June 26, 2018

ALL IN YOUR HEAD:

The Neuroscience of Pain: Brain imaging is illuminating the neural patterns behind pain's infinite variety. (Nicola Twilley, Mar. 3rd, 2018, The New Yorker)

It was toward the end of her fellowship in Boston that Tracey first began thinking seriously about pain. Playing field hockey in her teens, she'd had her first experience of severe pain--a knee injury that required surgery--but it was a chance conversation with colleagues in a pain clinic that sparked her scientific interest. "It was just one of those serendipitous conversations that you find yourself in, where this whole area is opened up to you," she told me. "It was, like, 'God, this is everything I've been looking for. It's got clinical application, interesting philosophy, and we know absolutely nothing.' I thought, Right, that's it, pain is going to be my thing."

By then, Tracey had been recruited to return home and help found the Oxford Centre for Functional Magnetic Resonance Imaging of the Brain. Scientists had already largely given up on the idea of finding a single pain cortex: in the handful of fMRI papers that had been published describing brain activity when a person was burned or pricked with needles, the scans seemed to show that pain involved significant activity in many parts of the brain, rather than in a single pocket, as with hearing or sight. Tracey's plan was to design a series of experiments that picked apart this larger pattern of activity, isolating different aspects of pain in order to understand exactly what each region was contributing to the over-all sensation.

In 1998, while her lab was being built, she took her first doctoral student, a Rhodes Scholar named Alexander Ploghaus, to Canada, their scientific equipment packed in their suitcases, to use a collaborator's MRI machine for a week. Their subjects were a group of college students, including several ice-hockey players, who kept bragging about how much pain they could take. While each student was in the scanner, Tracey and Ploghaus used a homemade heating element to apply either burns or pleasant heat to the back of the left hand, as red, green, and blue lights flashed on and off. The lights came on in a seemingly random sequence, but gradually the subjects realized that one color always presaged pain and another was always followed by comfortable warmth. The resulting scans were striking. Throughout the experiment, the subjects' brain-activity patterns remained consistent during moments of pain, but, as they figured out the rules of the game, the ominous light began triggering more and more blood flow to a couple of regions--the anterior insula and the prefrontal cortices. These areas, Tracey and Ploghaus concluded, must be responsible for the anticipation of pain.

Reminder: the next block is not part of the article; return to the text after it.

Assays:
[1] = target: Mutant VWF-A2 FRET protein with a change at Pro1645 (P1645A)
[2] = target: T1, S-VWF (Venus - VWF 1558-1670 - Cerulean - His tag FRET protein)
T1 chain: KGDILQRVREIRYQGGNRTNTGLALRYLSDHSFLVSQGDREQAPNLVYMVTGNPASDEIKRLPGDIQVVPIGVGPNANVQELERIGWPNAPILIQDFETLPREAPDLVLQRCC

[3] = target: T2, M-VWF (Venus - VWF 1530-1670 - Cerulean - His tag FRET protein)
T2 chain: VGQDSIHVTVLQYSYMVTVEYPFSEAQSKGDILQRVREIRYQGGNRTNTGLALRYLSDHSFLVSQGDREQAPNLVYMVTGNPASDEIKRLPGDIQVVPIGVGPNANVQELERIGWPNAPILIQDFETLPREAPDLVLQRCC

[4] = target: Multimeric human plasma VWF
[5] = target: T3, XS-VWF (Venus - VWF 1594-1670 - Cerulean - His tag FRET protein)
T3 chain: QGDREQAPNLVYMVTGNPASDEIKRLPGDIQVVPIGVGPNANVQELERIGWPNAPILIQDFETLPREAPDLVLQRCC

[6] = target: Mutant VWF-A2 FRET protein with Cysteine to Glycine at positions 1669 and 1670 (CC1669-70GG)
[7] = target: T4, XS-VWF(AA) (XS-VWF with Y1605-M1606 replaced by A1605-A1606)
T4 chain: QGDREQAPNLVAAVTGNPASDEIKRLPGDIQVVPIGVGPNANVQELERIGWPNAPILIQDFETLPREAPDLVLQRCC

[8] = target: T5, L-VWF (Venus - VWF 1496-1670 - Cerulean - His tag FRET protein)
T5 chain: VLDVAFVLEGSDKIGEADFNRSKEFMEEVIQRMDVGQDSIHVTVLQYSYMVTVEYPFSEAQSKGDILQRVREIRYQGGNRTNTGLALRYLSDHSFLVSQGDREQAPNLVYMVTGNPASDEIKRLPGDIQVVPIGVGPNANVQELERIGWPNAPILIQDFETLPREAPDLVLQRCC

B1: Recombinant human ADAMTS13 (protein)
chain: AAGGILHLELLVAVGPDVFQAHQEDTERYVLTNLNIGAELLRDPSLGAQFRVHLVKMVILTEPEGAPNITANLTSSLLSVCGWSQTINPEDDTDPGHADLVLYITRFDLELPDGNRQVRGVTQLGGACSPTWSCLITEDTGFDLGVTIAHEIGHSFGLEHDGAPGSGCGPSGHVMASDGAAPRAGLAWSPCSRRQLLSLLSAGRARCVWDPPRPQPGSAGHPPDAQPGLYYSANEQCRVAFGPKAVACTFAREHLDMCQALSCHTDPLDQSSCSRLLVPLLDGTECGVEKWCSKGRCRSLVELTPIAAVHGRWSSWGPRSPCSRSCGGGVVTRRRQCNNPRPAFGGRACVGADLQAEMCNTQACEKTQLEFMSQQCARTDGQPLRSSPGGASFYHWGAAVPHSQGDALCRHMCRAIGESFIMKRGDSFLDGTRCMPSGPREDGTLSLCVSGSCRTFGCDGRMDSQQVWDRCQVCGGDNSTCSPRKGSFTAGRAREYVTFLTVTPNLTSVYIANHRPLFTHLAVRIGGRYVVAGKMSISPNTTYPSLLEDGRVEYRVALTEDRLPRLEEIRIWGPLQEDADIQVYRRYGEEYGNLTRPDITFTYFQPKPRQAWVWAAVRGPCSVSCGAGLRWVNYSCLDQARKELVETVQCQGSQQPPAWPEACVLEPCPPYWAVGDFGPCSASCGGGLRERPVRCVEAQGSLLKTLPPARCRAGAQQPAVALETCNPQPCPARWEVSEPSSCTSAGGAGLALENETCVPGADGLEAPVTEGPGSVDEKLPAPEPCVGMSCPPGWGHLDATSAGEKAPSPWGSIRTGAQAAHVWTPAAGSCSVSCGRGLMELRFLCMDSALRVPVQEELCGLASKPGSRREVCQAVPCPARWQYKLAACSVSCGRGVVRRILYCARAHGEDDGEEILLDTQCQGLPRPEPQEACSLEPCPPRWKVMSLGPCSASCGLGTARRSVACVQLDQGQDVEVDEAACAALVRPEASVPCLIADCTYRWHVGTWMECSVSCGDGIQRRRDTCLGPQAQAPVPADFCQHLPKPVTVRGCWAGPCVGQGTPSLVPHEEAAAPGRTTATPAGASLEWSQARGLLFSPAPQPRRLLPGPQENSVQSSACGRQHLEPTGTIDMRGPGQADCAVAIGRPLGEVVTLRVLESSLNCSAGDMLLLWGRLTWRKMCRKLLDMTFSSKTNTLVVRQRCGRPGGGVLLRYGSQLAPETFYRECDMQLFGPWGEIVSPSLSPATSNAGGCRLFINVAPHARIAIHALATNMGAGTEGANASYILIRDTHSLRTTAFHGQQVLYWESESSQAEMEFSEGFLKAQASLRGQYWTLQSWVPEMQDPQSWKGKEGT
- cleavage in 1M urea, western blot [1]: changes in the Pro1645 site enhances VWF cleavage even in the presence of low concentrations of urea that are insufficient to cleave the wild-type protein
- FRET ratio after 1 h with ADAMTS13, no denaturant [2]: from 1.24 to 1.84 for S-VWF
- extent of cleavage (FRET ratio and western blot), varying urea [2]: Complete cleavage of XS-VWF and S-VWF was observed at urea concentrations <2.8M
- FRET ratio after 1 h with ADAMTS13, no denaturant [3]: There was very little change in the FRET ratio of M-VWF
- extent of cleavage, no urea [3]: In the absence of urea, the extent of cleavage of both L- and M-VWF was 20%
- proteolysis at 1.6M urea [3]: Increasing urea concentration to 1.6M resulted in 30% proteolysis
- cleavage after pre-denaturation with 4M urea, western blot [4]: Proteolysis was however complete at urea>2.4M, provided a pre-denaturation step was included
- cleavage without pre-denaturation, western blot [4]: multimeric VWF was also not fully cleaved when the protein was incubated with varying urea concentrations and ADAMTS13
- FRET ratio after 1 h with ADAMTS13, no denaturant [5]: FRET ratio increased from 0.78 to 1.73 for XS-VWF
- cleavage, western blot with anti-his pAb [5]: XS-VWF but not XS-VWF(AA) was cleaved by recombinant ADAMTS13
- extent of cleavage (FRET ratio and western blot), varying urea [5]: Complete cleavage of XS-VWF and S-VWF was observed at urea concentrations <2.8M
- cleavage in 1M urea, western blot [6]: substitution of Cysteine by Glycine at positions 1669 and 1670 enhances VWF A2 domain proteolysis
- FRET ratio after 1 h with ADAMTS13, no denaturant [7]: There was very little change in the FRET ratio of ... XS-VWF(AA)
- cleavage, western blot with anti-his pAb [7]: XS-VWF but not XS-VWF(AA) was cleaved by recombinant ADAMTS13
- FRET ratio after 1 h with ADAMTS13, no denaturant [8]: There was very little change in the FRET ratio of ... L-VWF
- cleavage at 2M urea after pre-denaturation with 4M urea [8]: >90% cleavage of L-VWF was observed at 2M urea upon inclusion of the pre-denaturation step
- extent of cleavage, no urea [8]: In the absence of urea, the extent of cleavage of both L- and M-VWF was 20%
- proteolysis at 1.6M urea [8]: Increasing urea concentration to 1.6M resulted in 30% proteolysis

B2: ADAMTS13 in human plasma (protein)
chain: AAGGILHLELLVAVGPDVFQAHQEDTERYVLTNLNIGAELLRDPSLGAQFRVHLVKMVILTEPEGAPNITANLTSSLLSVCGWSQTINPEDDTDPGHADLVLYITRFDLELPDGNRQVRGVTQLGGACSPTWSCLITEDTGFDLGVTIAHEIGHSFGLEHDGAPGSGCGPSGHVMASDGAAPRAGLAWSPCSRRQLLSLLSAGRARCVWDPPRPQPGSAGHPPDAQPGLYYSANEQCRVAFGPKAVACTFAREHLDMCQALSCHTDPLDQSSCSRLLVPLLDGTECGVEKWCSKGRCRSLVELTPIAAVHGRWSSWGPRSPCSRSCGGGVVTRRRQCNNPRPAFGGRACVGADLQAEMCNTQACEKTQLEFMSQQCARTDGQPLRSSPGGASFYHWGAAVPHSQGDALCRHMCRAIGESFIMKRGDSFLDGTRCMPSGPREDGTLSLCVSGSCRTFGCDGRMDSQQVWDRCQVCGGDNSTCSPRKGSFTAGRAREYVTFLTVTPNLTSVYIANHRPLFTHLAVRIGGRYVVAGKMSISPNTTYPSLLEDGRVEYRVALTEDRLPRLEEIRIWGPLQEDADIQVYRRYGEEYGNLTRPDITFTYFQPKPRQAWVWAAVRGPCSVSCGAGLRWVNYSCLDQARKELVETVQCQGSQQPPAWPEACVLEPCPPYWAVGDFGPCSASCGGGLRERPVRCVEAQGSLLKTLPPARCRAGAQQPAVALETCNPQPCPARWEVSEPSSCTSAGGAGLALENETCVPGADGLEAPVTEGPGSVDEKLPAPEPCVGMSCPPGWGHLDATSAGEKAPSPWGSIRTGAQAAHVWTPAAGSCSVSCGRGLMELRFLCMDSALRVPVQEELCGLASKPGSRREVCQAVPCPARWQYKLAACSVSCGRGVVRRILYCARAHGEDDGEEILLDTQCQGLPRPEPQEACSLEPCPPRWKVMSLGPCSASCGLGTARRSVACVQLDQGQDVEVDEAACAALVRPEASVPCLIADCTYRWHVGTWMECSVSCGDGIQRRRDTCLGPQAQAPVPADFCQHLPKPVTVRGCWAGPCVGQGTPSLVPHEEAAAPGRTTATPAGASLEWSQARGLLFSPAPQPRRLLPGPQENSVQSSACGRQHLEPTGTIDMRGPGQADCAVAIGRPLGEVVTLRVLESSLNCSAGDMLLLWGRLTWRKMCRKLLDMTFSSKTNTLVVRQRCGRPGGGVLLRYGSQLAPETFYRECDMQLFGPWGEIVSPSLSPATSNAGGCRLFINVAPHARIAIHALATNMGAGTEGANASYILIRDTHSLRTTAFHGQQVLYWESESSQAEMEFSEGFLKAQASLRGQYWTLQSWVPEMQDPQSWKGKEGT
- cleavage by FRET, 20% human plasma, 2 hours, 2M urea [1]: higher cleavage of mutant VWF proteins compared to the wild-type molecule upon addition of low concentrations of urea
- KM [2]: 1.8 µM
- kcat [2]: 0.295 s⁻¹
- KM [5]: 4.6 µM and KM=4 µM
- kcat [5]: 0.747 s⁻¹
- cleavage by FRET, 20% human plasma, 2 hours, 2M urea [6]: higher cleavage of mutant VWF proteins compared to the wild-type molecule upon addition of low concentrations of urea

Showing that the experience of pain could be created in part by anticipation, rather than by actual sensation, was the first experimental step in breaking the phenomenon down into its constituent elements. "Rather than just seeing that all these blobs are active because it hurts, we wanted to understand, What bit of the hurt are they underpinning?" Tracey said. "Is it the localization, is it the intensity, is it the anticipation or the anxiety?" During the next decade, she designed experiments that revealed the roles played by various brain regions in modulating the experience of pain. She took behavioral researchers' finding that distraction reduces the perception of pain--as when a doctor tells a child to count backward from ten while receiving an injection--and made it the basis of an experiment that showed that concentrating on a numerical task suppressed activity in several regions that normally light up during pain. She examined the effects of depression on pain perception--people suffering from depression commonly report feeling more pain than other people do from the same stimulus--and demonstrated that this, too, could change the distribution and the magnitude of neural activity.

One of her most striking experiments tested the common observation that religious faith helps people cope with pain. Comparing the neurological responses of devout Catholics with those of atheists, she found that the two groups had similar baseline experiences of pain, but that, if the subjects were shown a picture of the Virgin Mary (by Sassoferrato, an Italian Baroque painter) while the pain was administered, the believers rated their discomfort nearly a point lower than the atheists did. When the volunteers were shown a secular painting (Leonardo da Vinci's "Lady with an Ermine"), the two groups' responses were the same. The implications are potentially far-reaching, and not only because they suggest that cultural attitudes may have a neurological imprint. If faith engages a neural mechanism with analgesic benefits--the Catholics showed heightened activity in an area usually associated with the ability to override a physical response--it may be possible to find other, secular ways to engage that circuit.

Tracey's research had begun to explain why people experience the same pain differently and why the same pain can seem worse to a single individual from one day to the next. Many of her findings simply reinforced existing psychological practices and common sense, but her scientific proof had clinical value. "Countless people who work in cognitive behavioral therapy come up at the end of talks or write to me," Tracey told me. "They say how helpful it has been to empower their education of the patient by saying that, if you're more anxious about your pain, or more sad, look, here's a picture telling you it gets worse."

Posted by at June 26, 2018 4:30 AM

  

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